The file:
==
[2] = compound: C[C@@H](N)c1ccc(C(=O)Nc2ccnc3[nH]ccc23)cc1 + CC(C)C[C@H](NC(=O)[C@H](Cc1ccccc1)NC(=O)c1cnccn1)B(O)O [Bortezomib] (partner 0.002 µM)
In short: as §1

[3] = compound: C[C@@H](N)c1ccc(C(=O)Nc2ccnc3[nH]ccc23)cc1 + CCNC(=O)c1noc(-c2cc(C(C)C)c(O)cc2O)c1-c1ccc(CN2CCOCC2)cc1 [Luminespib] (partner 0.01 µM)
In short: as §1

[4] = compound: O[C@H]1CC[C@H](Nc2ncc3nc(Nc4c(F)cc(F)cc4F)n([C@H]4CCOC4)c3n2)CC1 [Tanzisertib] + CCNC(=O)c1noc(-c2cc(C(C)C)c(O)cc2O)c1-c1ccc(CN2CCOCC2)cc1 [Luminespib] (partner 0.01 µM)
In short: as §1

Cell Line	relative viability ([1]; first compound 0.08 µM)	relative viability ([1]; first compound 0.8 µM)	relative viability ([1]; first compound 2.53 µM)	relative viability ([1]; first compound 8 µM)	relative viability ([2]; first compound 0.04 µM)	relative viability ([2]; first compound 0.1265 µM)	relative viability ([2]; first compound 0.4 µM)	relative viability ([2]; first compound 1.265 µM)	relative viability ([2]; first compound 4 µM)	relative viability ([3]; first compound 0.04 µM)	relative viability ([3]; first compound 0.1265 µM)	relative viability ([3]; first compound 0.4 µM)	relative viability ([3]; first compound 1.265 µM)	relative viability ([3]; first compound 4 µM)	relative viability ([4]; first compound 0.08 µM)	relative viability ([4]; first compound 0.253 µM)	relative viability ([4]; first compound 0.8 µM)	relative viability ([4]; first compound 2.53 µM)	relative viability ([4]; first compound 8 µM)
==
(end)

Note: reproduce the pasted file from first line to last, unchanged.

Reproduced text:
[2] = compound: C[C@@H](N)c1ccc(C(=O)Nc2ccnc3[nH]ccc23)cc1 + CC(C)C[C@H](NC(=O)[C@H](Cc1ccccc1)NC(=O)c1cnccn1)B(O)O [Bortezomib] (partner 0.002 µM)
In short: as §1

[3] = compound: C[C@@H](N)c1ccc(C(=O)Nc2ccnc3[nH]ccc23)cc1 + CCNC(=O)c1noc(-c2cc(C(C)C)c(O)cc2O)c1-c1ccc(CN2CCOCC2)cc1 [Luminespib] (partner 0.01 µM)
In short: as §1

[4] = compound: O[C@H]1CC[C@H](Nc2ncc3nc(Nc4c(F)cc(F)cc4F)n([C@H]4CCOC4)c3n2)CC1 [Tanzisertib] + CCNC(=O)c1noc(-c2cc(C(C)C)c(O)cc2O)c1-c1ccc(CN2CCOCC2)cc1 [Luminespib] (partner 0.01 µM)
In short: as §1

Cell Line	relative viability ([1]; first compound 0.08 µM)	relative viability ([1]; first compound 0.8 µM)	relative viability ([1]; first compound 2.53 µM)	relative viability ([1]; first compound 8 µM)	relative viability ([2]; first compound 0.04 µM)	relative viability ([2]; first compound 0.1265 µM)	relative viability ([2]; first compound 0.4 µM)	relative viability ([2]; first compound 1.265 µM)	relative viability ([2]; first compound 4 µM)	relative viability ([3]; first compound 0.04 µM)	relative viability ([3]; first compound 0.1265 µM)	relative viability ([3]; first compound 0.4 µM)	relative viability ([3]; first compound 1.265 µM)	relative viability ([3]; first compound 4 µM)	relative viability ([4]; first compound 0.08 µM)	relative viability ([4]; first compound 0.253 µM)	relative viability ([4]; first compound 0.8 µM)	relative viability ([4]; first compound 2.53 µM)	relative viability ([4]; first compound 8 µM)